Automating my TV with NFC and Tasker

Listening to podcasts has always been a favourite pastime of mine, and whenever I get the chance to play them over a loudspeaker, my current solution of using a Chromecast alongside the PocketCasts app on my phone works surprisingly well.

However, it comes with a major drawback, keeping the screen on all the time just for audio feels like a waste.

Thankfully, to combat this, my TV does have a “picture off” eco setting, but as with most television user interfaces, this is buried under a pile of menu options only navigable via the remote. Every time I put the podcasts on, I make myself go through this cumbersome procedure to turn the screen off.

There is no shortcut either, if you want to access the eco settings, Sony makes sure you have to work for it.

To alleviate this minor but ever present inconvenience, I somehow stumbled across this page detailing the fact that most modern Sony televisions run a HTTP server that, given a valid request, you can emulate the functions of your remote.

With this in mind, I set off on a small journey to script up my “picture off” woes and remove the burden of endless trips down the horror that plagues most television user interfaces.

Trouble is, I wanted this to work all the time. I didn't want anything to get in the way of me pressing play on the podcasts and turning the screen off. Opening my laptop, finding and running my script wasn't going to cut it.

So I moved everything into a small webserver in Go to execute whenever a GET request arrived at the “eco” endpoint.

func main() {
http.HandleFunc(“/eco”, sendPictureOffCommands())
log.Fatal(http.ListenAndServe(fmt.Sprintf(“:%s”, 1234), nil))
}

This was then deployed to my Raspberry Pi in a Docker container and has been running ever since. To execute it, all I needed to do was fire up a browser on my laptop or phone and hit that address. Even quicker with a bookmark or shortcut.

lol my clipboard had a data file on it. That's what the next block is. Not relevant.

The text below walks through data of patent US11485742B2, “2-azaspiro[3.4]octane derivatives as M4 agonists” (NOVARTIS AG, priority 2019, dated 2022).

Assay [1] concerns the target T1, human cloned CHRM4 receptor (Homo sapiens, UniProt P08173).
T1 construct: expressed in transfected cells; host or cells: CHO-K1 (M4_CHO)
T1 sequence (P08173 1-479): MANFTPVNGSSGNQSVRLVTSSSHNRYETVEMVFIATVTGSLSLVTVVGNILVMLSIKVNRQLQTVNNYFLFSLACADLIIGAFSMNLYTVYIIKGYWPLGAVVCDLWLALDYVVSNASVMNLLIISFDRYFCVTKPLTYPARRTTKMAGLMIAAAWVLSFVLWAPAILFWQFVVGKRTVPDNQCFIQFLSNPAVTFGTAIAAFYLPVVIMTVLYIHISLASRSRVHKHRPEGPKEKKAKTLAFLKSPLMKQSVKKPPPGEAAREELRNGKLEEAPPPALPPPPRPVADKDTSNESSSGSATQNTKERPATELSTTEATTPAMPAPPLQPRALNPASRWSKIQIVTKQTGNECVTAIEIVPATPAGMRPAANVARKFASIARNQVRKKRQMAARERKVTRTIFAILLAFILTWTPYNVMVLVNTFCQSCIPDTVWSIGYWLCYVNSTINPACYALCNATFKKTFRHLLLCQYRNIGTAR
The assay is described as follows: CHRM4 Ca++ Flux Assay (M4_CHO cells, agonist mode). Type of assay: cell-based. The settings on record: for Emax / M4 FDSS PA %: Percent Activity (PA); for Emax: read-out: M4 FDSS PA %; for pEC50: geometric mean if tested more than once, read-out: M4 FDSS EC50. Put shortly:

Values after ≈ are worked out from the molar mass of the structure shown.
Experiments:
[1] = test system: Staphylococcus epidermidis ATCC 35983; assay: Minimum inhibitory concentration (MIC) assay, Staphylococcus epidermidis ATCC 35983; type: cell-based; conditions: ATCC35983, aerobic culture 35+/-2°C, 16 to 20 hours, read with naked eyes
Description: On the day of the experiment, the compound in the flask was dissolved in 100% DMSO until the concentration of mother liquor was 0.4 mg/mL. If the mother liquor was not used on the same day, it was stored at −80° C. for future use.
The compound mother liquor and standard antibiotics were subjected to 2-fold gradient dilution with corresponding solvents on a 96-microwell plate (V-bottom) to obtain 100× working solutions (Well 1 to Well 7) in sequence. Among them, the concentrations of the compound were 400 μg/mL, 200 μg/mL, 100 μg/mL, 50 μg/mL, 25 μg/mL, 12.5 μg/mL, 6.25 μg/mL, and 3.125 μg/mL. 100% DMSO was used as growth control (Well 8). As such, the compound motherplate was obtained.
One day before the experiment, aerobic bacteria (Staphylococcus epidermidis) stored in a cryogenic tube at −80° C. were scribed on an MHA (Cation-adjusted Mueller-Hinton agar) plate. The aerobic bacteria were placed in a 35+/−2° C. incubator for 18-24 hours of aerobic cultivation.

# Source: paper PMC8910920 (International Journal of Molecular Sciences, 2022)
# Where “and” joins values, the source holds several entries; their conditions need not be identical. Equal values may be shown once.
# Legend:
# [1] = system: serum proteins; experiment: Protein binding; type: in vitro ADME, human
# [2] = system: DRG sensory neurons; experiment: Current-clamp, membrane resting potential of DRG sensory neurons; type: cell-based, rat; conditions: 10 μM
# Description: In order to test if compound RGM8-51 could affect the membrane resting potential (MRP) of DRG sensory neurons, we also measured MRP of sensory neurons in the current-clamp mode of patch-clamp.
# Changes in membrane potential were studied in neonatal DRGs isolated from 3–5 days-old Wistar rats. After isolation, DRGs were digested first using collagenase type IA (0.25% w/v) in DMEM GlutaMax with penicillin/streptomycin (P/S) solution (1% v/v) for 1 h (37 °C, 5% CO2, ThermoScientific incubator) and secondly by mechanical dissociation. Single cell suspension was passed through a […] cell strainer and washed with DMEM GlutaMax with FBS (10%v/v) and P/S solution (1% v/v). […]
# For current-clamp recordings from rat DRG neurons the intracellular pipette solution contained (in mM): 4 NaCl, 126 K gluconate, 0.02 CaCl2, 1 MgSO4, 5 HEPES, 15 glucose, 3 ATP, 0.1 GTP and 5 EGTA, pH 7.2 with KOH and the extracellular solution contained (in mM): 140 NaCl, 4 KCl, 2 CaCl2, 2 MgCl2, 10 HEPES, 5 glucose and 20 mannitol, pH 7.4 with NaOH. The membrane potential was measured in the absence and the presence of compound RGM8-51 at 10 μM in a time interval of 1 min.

However, this wasn't enough. I hated the idea of littering my homescreen with bookmarks and having to leave my lovely podcasts application just to do this, so I started to think of ways of making this process smoother.

NFC to the rescue

Apple’s recent announcement of NFC payments triggered an idea, what if I just tapped my phone on an NFC tag to run my script? I often stood in the same place when turning on my TV anyway, so tapping the phone on the way back to wherever I was coming from didn't seem like that much of a hassle.

Trigger app launches the tasker task “TV Picture Off” when an NFC tag is tapped

With that in mind, I ordered some NFC tags and set up a task in Tasker that sends a request to the webserver running on my Pi, then tied this up with the Trigger application to run that task when an NFC tag is tapped.

Now my “streamlined” routine just consists of, turning on my TV, selecting a desired podcast, pressing play, turning around and tapping my phone on the tag nearby, no need to wait. Power is saved (a bit).

Conclusions

While it’s not perfect, and possibly over-engineered, it works for me. I’m amazed how much you can do with Tasker and I'm already thinking of other uses for my spare NFC tags, but for this use case, automating away something that annoyed me constantly was a real treat.

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